2 temp sensors, 2 4-digit 7 segment displays, 1 max7219

Hello all,

I am really new to this, but I am jumping in head first.

I have a project that I want to do. This is for my sons power wheel car. We are adding more volts to the motors to make it go faster. The only problem is the motors could get hot enough to fail. So what I want to do is put a temp sensor on each of the two motors and have 2 gauges that show the temperatures of them. I have 2 4-digit 7 segment displays, one for each temperature. I want to display the temps as xxx.x (3 digits, plus 1 decimal place). I have read that the max7219 chip I got to drive them can control all 8 digits on the two displays.

So far I have figured out how to read the temperature on both sensors and monitor it in the serial monitor. Now I have to figure out how to wire and program it to display the temps on the displays. This is what I need help with. I am pretty sure that I have figured out how to wire them, but I'm not sure how to do the programming.

Eventually, after I get this much working, I want to add code to turn on a couple of fans if the temperature goes above a certain temperature.

Thanks for any and all help for this newbie.


Thanks! I have read up some more and I have all the hardware wired and working. I can run the demo sketches and the displays work great!

Now I need to figure out how to take the reading that the temp sensor gives and assign each of the numbers in the value to each of the digits in the display. Can someone point me in the right direction for that?


It would be helpful to know what you can do with your display so far.

Can you display digits or just random patterns of bars?

Do you know how you are controlling these digits or have you simply run an example sketch from somewhere?

From a basic overview you need to:

Define a font (if needed - see below).
Write a function to display a digit by mapping a number onto the display (e.g. using the font & maybe adding a decimal place where appropriate).
Write a function to dissect your temperature measurement and pass it to the writing function one digit at a time.

How you do this will depend on what you have already coded. There are, for example, two ways you can drive the '7219 - you can control the bars directly or you can use the inbuilt font.

Ok, thanks. I have actually figured out how to get the digits to display correctly. Now I have a new problem…

The temperature readings are all over the place. When I first start it up, the 2 display the same temperature, which they should since they are sitting right beside each other. Then as it cycles through the loop ever 5 seconds the temps are all over the place. The 2 vary by up to 15 degrees and are just up and down like crazy.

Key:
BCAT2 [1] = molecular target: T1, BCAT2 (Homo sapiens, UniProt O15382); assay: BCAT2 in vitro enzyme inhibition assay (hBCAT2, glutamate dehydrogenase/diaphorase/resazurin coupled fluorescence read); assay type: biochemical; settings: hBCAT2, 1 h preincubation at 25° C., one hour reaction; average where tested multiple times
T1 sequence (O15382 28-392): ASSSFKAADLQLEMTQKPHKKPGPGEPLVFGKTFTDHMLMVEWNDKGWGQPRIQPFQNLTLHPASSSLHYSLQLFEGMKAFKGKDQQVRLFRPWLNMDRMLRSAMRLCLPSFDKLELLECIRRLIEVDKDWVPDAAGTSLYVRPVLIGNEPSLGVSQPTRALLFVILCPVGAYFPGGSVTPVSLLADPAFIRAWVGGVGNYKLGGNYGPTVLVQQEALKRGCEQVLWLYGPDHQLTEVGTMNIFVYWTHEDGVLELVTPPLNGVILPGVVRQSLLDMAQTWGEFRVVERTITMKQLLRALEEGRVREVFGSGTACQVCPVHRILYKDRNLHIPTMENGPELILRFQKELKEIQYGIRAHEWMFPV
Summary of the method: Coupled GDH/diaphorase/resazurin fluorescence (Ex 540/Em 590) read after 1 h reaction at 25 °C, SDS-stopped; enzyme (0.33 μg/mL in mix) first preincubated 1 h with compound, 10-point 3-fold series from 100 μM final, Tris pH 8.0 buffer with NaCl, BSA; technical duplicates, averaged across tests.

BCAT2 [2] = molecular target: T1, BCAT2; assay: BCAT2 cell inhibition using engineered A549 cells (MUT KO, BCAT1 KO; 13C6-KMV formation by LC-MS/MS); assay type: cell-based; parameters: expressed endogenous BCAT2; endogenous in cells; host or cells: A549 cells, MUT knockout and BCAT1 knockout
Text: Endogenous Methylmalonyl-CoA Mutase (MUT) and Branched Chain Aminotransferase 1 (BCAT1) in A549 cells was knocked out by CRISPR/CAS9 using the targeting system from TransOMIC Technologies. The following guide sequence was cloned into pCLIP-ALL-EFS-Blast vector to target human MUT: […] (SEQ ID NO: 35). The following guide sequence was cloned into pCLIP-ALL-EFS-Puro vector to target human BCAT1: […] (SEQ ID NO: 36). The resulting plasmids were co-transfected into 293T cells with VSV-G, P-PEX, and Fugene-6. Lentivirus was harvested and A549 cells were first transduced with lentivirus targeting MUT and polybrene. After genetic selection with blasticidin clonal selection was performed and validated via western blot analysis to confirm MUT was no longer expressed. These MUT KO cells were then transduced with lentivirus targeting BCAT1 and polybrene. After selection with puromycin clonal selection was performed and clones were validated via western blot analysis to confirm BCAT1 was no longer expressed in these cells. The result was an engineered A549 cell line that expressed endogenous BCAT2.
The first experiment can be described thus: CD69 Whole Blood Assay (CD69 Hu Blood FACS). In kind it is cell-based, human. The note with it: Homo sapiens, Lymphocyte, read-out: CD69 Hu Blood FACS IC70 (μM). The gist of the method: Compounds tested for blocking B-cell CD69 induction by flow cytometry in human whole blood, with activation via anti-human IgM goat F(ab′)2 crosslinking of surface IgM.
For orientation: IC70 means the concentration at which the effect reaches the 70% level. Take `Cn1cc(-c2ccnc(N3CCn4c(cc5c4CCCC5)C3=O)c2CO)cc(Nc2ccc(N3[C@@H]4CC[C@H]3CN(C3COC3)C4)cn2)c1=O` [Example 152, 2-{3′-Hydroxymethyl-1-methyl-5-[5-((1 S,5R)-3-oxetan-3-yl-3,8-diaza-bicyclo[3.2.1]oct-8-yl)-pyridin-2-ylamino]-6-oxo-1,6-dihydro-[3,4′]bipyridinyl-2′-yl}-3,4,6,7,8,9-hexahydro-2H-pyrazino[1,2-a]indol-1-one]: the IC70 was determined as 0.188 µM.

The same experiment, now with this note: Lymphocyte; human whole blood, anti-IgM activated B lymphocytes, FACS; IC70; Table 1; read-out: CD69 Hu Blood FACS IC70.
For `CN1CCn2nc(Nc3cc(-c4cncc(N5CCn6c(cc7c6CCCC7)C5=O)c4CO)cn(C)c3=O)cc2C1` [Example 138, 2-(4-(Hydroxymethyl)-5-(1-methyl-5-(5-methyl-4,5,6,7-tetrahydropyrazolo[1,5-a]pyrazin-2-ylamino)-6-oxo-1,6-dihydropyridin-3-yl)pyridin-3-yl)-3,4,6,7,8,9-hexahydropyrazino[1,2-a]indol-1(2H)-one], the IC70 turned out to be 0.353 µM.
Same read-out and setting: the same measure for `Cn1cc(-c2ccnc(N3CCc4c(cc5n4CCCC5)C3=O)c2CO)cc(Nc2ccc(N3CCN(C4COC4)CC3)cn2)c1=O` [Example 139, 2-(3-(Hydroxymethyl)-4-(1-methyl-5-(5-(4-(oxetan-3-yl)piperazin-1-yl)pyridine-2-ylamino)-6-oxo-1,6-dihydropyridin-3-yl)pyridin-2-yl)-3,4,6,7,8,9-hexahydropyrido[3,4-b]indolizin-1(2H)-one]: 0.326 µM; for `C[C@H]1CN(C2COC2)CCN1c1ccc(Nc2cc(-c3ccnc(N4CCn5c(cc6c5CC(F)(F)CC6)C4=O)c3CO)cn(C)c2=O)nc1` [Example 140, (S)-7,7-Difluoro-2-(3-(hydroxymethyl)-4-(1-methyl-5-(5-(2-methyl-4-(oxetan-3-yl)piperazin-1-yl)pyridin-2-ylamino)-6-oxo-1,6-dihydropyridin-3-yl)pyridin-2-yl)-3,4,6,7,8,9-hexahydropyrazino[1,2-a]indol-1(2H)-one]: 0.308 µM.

I have sent the output to the serial monitor as well and it matches the displays, so it is sending to the displays correctly. There must be something with the voltage or something coming from the temp sensors???

If I comment out the code that sends the values to the displays (basically leaving them off) the readings in the serial monitor are nice and consistent.

I have attached a pic of the layout. The temp sensors are in the bottom left corner.

Have you tried some decoupling caps?

The '7219 is pulse width modulating 8 digits hundreds of times a second. If that causes a ripple just at the point that your Ardu' is doing an D to A conversion it could mess things up pretty well.

Have you tried a 100nf ceramic across the supply & Gnd right close to each sensor?

If it's not that then it's either in the code or it's beyond my insight into these things.

I have not tried that as I don't really know what you just said LOL.

I will look into the decoupling caps and see if it helps. Thanks!

Well, I'm no expert but essentially any switching, especially fast switching of significant currents, causes the supply voltage to wobble. It's like trying to measure the pressure in a pipe while someone keeps turning on and off the taps. Eventually more current flows from the power supply but that takes a little time. To help with this you can put small, fast reserves of charge close to sensitive components. Those reservoirs are capacitors. Big ones store more but take longer. Really small ones don't store enough to help much. A 100nf (0.1 uf) is typically a good trade-off and a ceramic capacitor is faster than an electrolytic one.

Just grab a few 100nf ceramic capacitors (they will be useful sometime if not now) and poke them in right next to the sensors (between +5v and Gnd). It might not help but it might and it won't hurt.